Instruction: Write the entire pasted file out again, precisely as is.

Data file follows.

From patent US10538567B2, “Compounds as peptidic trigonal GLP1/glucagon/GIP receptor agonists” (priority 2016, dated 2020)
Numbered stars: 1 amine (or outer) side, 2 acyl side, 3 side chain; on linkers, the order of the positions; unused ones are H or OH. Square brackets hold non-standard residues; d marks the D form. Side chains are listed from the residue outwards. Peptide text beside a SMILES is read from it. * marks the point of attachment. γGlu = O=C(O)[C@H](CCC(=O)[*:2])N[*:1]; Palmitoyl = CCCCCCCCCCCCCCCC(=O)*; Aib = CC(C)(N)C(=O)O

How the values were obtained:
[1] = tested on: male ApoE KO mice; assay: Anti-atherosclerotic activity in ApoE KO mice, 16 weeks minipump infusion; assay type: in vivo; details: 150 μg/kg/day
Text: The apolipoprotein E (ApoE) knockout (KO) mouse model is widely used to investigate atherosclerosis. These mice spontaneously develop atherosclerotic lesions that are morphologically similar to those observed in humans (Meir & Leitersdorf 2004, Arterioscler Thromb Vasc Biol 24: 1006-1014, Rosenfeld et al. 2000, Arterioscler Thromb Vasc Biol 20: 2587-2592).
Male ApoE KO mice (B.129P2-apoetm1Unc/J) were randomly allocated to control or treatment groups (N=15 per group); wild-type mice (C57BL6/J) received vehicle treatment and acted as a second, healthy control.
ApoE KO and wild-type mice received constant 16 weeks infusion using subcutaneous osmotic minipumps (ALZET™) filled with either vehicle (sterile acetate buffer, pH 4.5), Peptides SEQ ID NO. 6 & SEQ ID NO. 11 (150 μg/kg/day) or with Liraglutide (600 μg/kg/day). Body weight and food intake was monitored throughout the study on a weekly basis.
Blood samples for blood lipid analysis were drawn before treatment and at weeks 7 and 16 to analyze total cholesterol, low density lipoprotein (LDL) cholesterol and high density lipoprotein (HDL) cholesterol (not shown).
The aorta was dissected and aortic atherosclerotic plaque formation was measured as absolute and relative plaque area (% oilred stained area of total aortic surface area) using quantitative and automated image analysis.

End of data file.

From patent US10538567B2, “Compounds as peptidic trigonal GLP1/glucagon/GIP receptor agonists” (priority 2016, dated 2020)
Numbered stars: 1 amine (or outer) side, 2 acyl side, 3 side chain; on linkers, the order of the positions; unused ones are H or OH. Square brackets hold non-standard residues; d marks the D form. Side chains are listed from the residue outwards. Peptide text beside a SMILES is read from it. * marks the point of attachment. γGlu = O=C(O)[C@H](CCC(=O)[*:2])N[*:1]; Palmitoyl = CCCCCCCCCCCCCCCC(=O)*; Aib = CC(C)(N)C(=O)O

How the values were obtained:
[1] = tested on: male ApoE KO mice; assay: Anti-atherosclerotic activity in ApoE KO mice, 16 weeks minipump infusion; assay type: in vivo; details: 150 μg/kg/day
Text: The apolipoprotein E (ApoE) knockout (KO) mouse model is widely used to investigate atherosclerosis. These mice spontaneously develop atherosclerotic lesions that are morphologically similar to those observed in humans (Meir & Leitersdorf 2004, Arterioscler Thromb Vasc Biol 24: 1006-1014, Rosenfeld et al. 2000, Arterioscler Thromb Vasc Biol 20: 2587-2592).
Male ApoE KO mice (B.129P2-apoetm1Unc/J) were randomly allocated to control or treatment groups (N=15 per group); wild-type mice (C57BL6/J) received vehicle treatment and acted as a second, healthy control.
ApoE KO and wild-type mice received constant 16 weeks infusion using subcutaneous osmotic minipumps (ALZET™) filled with either vehicle (sterile acetate buffer, pH 4.5), Peptides SEQ ID NO. 6 & SEQ ID NO. 11 (150 μg/kg/day) or with Liraglutide (600 μg/kg/day). Body weight and food intake was monitored throughout the study on a weekly basis.
Blood samples for blood lipid analysis were drawn before treatment and at weeks 7 and 16 to analyze total cholesterol, low density lipoprotein (LDL) cholesterol and high density lipoprotein (HDL) cholesterol (not shown).
The aorta was dissected and aortic atherosclerotic plaque formation was measured as absolute and relative plaque area (% oilred stained area of total aortic surface area) using quantitative and automated image analysis.